This post is at least a year old. Some of the links in this post may no longer work correctly.
The developments over the celebration of the Philippines Independence Day (PID) by Filipinos at Ngee Ann City is cause for concern – a concern not just over the event but also over the wider and more pressing issue of immigration in Singapore.$CUT$
Manpower Minister Tan Chuan-jin said that Singaporeans who oppose the celebration “peddle hate”, that such behaviour is “repulsive” and that they were engaging in “bigotry”. PM Lee Hsien Loong joined in, adding that these Singaporeans are a “disgrace to Singapore”.
The pushback by Singaporeans so accused has been vehement. For or against the PID celebration, one thing is clear: Social tension over the large number of foreign workers in Singapore is real and set to become more serious.
This country cannot descend into xenophobia and the SDP repeats our call to Singaporeans to focus our angst and energy on the root-cause of the problem which is the PAP’s immigration policy and not on the people who come here to work.
It must be acknowledged, however, that the frustrations of Singaporeans are not fictitious: We face an over-crowded city where jobs are increasingly harder to come by, the cost of living is at a record high, and an infrastructure that is overburdened. This is a recipe for social conflagration.
Given such a circumstance, education and appealing to our better angels is the more effective way to manage social tensions. Giving alternative solutions due attention is also important. To this end, the SDP has drawn up an alternative immigration policy to limit the inflow of foreign workers into this country and implement the Singaporeans First policy. (To read the paper, click here.)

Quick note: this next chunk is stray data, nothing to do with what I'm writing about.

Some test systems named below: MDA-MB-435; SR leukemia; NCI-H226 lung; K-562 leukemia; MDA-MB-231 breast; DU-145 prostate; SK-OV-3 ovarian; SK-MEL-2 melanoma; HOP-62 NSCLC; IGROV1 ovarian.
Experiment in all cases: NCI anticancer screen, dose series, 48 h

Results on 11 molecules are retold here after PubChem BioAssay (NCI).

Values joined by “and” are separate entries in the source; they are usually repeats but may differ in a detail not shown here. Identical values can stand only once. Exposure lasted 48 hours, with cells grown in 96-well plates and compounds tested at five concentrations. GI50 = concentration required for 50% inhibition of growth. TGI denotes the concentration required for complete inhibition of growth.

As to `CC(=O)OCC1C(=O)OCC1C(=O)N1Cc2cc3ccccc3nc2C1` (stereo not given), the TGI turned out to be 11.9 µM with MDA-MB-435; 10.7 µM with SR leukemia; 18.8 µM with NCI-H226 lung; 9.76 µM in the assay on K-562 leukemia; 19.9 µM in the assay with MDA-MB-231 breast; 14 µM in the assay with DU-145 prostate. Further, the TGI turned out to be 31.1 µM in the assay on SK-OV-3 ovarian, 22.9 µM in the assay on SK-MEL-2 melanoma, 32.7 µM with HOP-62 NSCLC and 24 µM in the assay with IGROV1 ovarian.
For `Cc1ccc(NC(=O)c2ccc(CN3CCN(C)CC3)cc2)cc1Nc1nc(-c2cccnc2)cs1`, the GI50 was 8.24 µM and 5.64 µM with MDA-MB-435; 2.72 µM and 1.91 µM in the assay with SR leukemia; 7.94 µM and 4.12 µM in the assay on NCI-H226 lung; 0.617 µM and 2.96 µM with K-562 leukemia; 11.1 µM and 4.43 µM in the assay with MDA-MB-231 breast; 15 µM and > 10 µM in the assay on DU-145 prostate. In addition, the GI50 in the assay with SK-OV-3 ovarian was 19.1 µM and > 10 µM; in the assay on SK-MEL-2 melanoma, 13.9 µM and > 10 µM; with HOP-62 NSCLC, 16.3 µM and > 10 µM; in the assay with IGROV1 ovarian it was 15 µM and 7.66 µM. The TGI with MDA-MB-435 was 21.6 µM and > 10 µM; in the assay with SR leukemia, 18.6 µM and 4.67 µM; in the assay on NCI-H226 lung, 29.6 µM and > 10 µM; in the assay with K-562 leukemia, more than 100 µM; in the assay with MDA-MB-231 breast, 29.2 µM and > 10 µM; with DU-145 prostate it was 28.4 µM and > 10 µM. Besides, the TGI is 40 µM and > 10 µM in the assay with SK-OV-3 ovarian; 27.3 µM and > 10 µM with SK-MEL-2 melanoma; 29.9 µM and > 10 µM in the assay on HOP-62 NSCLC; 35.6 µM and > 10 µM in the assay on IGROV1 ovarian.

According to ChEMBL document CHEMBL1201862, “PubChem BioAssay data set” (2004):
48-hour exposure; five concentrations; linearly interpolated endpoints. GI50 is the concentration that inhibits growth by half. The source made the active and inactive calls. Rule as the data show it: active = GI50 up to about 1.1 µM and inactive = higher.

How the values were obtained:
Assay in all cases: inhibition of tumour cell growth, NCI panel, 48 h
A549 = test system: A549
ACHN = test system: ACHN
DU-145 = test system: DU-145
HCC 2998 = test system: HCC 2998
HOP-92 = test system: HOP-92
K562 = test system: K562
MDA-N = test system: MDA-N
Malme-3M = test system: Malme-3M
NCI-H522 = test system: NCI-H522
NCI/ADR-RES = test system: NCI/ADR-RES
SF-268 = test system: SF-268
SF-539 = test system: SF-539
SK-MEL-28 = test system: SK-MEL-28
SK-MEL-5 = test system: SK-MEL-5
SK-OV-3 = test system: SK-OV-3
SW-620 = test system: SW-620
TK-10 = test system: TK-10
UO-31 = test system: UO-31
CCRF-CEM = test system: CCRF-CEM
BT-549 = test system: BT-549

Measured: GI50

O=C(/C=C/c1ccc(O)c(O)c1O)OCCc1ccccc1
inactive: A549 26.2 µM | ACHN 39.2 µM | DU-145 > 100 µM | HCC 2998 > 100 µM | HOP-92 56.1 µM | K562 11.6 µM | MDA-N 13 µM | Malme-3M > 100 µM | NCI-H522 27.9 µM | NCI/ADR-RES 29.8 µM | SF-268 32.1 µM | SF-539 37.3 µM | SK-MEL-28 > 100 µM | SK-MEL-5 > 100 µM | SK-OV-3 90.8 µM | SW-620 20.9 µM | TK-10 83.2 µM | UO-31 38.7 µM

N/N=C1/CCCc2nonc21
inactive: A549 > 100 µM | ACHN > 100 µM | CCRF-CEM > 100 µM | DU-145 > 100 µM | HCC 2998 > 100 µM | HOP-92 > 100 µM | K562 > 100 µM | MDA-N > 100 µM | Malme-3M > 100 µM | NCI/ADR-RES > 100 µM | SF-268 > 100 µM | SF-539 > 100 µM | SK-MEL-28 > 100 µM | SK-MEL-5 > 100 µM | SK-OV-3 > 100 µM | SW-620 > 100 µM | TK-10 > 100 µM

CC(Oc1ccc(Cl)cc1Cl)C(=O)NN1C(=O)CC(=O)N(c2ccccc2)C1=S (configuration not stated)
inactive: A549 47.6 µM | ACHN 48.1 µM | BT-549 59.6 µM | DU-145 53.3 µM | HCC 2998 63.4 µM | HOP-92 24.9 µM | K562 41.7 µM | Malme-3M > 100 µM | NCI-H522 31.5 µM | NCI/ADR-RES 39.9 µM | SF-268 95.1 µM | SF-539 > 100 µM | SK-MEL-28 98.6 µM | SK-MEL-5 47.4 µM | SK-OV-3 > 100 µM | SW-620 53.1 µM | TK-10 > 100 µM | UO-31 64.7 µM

A question of moral legitimacy
At such times, we need leadership. But leadership cannot come in the form of Ministers hurling epithets at Singaporeans, however justified they think their comments are. Leadership must come from authority that possesses moral legitimacy. Think Gandhi, King and Mandela. Such authority governs through persuasion and education, not fear.
Does the PAP have the moral legitimacy over the PID situation – and, for that matter, over the bigger issue of foreign workers in Singapore? How can it when over the years it has chosen not to openly debate the immigration policy but rather force it on the community?
There is also the issue of public assembly. The Government’s handling of the matter hardly inspires confidence. Does the PID event at Orchard Road have a permit? If yes (which, presumably, it does), then why were Malaysians arrested for holding a public event following their country’s elections in 2013? Why were the Burmese stopped from their gathering (also at Orchard Road) to call for the stop of bloodshed in Myanmar?
Back then, the police had warned that foreigners “should not import their domestic issues from their countries into Singapore and conduct activities which can disturb public order, as there can be groups with opposing views.”
More importantly, why are Singaporeans banned from commemorating events in our own country when Filipinos are given the green light? Members of the SDP were even prosecuted for marking National Day in 2008.
Then there are PAP MPs and Government-led organisations who are allowed to stage protests, including protests in security-sensitive areas like Parliament House. That right, however, is denied the opposition.
It is such arbitrary use of power and the disregard for the rule of law that has, in the eyes of many Singaporeans, eroded the moral standing of this Government.
The party claims that it derives its power from regularly held elections. Again, Singaporeans are able to see that the victory did not come from free and fair electoral practices but rather through the control of the mass media, the giving out of monetary packages just before polling, the threat of HDB upgrading, the use of lawsuits, the curtailment of the campaign period…
When moral legitimacy expires and the people don’t trust those who rule over them to act in their interest, trouble is seldom far away. And when these same persons in authority ride the high horse and indulge in name-calling, the antipathy grows.
If circumstances deteriorate, the threat of force – and even the use of it – cannot win the cooperation of the people. The most fundamental lesson that any student of politics learns is that without the people’s cooperation, a government is defunct.
At this crucial juncture, Singapore needs leadership – leadership that has moral legitimacy, not just executive power – and one that that will win back the trust of our people.